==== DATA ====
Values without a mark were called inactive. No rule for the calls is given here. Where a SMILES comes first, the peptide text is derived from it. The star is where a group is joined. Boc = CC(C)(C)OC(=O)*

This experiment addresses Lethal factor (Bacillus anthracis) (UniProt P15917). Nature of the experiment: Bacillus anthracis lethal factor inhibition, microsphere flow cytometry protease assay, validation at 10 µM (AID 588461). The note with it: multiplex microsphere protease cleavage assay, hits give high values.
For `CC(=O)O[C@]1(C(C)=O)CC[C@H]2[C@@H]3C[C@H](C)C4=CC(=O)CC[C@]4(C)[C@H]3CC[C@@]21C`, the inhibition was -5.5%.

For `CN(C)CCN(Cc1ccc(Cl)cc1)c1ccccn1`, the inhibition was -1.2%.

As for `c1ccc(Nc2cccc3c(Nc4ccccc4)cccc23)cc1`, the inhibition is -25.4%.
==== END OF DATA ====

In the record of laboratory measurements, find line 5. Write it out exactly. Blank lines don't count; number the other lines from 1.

As for `c1ccc(Nc2cccc3c(Nc4ccccc4)cccc23)cc1`, the inhibition is -25.4%.